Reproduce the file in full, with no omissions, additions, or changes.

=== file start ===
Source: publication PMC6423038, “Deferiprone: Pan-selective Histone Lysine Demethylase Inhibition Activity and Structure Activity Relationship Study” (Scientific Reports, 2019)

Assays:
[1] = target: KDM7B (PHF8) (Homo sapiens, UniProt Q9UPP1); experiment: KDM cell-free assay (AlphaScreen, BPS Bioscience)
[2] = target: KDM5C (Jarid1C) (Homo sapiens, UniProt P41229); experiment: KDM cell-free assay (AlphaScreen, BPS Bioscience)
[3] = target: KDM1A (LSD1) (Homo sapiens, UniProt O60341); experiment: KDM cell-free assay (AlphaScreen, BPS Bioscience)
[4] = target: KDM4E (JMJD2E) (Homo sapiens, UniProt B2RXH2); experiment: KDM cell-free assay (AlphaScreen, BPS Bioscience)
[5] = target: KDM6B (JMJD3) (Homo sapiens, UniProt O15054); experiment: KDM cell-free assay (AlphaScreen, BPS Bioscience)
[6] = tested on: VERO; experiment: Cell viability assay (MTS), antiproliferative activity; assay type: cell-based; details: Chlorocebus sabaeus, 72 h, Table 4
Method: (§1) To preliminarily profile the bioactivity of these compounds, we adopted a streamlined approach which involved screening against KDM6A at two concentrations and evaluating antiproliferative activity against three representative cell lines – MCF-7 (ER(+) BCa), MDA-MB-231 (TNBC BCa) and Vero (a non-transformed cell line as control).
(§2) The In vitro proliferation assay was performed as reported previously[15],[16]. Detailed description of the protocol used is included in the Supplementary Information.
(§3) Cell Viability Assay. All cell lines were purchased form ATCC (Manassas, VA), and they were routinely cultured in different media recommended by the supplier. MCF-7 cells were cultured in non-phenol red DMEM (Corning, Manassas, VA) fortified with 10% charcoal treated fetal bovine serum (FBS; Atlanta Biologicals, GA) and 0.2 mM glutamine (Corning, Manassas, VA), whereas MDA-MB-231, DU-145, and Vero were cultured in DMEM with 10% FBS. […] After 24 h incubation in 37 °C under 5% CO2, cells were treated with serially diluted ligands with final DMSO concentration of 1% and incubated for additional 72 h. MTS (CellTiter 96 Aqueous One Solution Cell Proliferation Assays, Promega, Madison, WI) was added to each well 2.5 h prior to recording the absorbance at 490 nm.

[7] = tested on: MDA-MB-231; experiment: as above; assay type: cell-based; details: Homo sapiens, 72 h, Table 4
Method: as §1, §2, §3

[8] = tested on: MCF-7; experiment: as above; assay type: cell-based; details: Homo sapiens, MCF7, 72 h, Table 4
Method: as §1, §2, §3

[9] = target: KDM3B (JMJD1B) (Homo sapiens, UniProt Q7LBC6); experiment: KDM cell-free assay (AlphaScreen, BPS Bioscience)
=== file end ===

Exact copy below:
Source: publication PMC6423038, “Deferiprone: Pan-selective Histone Lysine Demethylase Inhibition Activity and Structure Activity Relationship Study” (Scientific Reports, 2019)

Assays:
[1] = target: KDM7B (PHF8) (Homo sapiens, UniProt Q9UPP1); experiment: KDM cell-free assay (AlphaScreen, BPS Bioscience)
[2] = target: KDM5C (Jarid1C) (Homo sapiens, UniProt P41229); experiment: KDM cell-free assay (AlphaScreen, BPS Bioscience)
[3] = target: KDM1A (LSD1) (Homo sapiens, UniProt O60341); experiment: KDM cell-free assay (AlphaScreen, BPS Bioscience)
[4] = target: KDM4E (JMJD2E) (Homo sapiens, UniProt B2RXH2); experiment: KDM cell-free assay (AlphaScreen, BPS Bioscience)
[5] = target: KDM6B (JMJD3) (Homo sapiens, UniProt O15054); experiment: KDM cell-free assay (AlphaScreen, BPS Bioscience)
[6] = tested on: VERO; experiment: Cell viability assay (MTS), antiproliferative activity; assay type: cell-based; details: Chlorocebus sabaeus, 72 h, Table 4
Method: (§1) To preliminarily profile the bioactivity of these compounds, we adopted a streamlined approach which involved screening against KDM6A at two concentrations and evaluating antiproliferative activity against three representative cell lines – MCF-7 (ER(+) BCa), MDA-MB-231 (TNBC BCa) and Vero (a non-transformed cell line as control).
(§2) The In vitro proliferation assay was performed as reported previously[15],[16]. Detailed description of the protocol used is included in the Supplementary Information.
(§3) Cell Viability Assay. All cell lines were purchased form ATCC (Manassas, VA), and they were routinely cultured in different media recommended by the supplier. MCF-7 cells were cultured in non-phenol red DMEM (Corning, Manassas, VA) fortified with 10% charcoal treated fetal bovine serum (FBS; Atlanta Biologicals, GA) and 0.2 mM glutamine (Corning, Manassas, VA), whereas MDA-MB-231, DU-145, and Vero were cultured in DMEM with 10% FBS. […] After 24 h incubation in 37 °C under 5% CO2, cells were treated with serially diluted ligands with final DMSO concentration of 1% and incubated for additional 72 h. MTS (CellTiter 96 Aqueous One Solution Cell Proliferation Assays, Promega, Madison, WI) was added to each well 2.5 h prior to recording the absorbance at 490 nm.

[7] = tested on: MDA-MB-231; experiment: as above; assay type: cell-based; details: Homo sapiens, 72 h, Table 4
Method: as §1, §2, §3

[8] = tested on: MCF-7; experiment: as above; assay type: cell-based; details: Homo sapiens, MCF7, 72 h, Table 4
Method: as §1, §2, §3

[9] = target: KDM3B (JMJD1B) (Homo sapiens, UniProt Q7LBC6); experiment: KDM cell-free assay (AlphaScreen, BPS Bioscience)